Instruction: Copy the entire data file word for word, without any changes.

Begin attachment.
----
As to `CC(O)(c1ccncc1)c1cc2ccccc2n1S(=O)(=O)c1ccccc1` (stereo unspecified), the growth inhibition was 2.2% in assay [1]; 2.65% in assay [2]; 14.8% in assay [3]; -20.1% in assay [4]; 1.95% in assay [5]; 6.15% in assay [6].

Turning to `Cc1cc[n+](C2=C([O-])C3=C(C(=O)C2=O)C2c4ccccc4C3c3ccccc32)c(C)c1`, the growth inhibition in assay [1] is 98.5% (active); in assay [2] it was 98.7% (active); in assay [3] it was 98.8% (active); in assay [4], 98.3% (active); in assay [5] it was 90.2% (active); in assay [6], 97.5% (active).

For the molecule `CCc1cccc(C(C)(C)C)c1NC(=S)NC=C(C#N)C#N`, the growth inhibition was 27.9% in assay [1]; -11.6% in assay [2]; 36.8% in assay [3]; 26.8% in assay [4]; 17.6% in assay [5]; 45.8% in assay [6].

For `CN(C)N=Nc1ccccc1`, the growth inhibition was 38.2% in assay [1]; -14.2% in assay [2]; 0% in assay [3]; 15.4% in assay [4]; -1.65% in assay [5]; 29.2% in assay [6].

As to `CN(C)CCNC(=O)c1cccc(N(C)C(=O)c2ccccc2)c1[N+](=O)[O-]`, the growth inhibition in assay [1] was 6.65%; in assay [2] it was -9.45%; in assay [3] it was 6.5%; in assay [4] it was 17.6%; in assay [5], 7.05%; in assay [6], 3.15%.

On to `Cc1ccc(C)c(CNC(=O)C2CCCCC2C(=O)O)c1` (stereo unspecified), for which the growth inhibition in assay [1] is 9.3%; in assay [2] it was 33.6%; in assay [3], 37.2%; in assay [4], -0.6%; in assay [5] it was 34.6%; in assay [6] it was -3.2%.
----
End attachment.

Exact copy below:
As to `CC(O)(c1ccncc1)c1cc2ccccc2n1S(=O)(=O)c1ccccc1` (stereo unspecified), the growth inhibition was 2.2% in assay [1]; 2.65% in assay [2]; 14.8% in assay [3]; -20.1% in assay [4]; 1.95% in assay [5]; 6.15% in assay [6].

Turning to `Cc1cc[n+](C2=C([O-])C3=C(C(=O)C2=O)C2c4ccccc4C3c3ccccc32)c(C)c1`, the growth inhibition in assay [1] is 98.5% (active); in assay [2] it was 98.7% (active); in assay [3] it was 98.8% (active); in assay [4], 98.3% (active); in assay [5] it was 90.2% (active); in assay [6], 97.5% (active).

For the molecule `CCc1cccc(C(C)(C)C)c1NC(=S)NC=C(C#N)C#N`, the growth inhibition was 27.9% in assay [1]; -11.6% in assay [2]; 36.8% in assay [3]; 26.8% in assay [4]; 17.6% in assay [5]; 45.8% in assay [6].

For `CN(C)N=Nc1ccccc1`, the growth inhibition was 38.2% in assay [1]; -14.2% in assay [2]; 0% in assay [3]; 15.4% in assay [4]; -1.65% in assay [5]; 29.2% in assay [6].

As to `CN(C)CCNC(=O)c1cccc(N(C)C(=O)c2ccccc2)c1[N+](=O)[O-]`, the growth inhibition in assay [1] was 6.65%; in assay [2] it was -9.45%; in assay [3] it was 6.5%; in assay [4] it was 17.6%; in assay [5], 7.05%; in assay [6], 3.15%.

On to `Cc1ccc(C)c(CNC(=O)C2CCCCC2C(=O)O)c1` (stereo unspecified), for which the growth inhibition in assay [1] is 9.3%; in assay [2] it was 33.6%; in assay [3], 37.2%; in assay [4], -0.6%; in assay [5] it was 34.6%; in assay [6] it was -3.2%.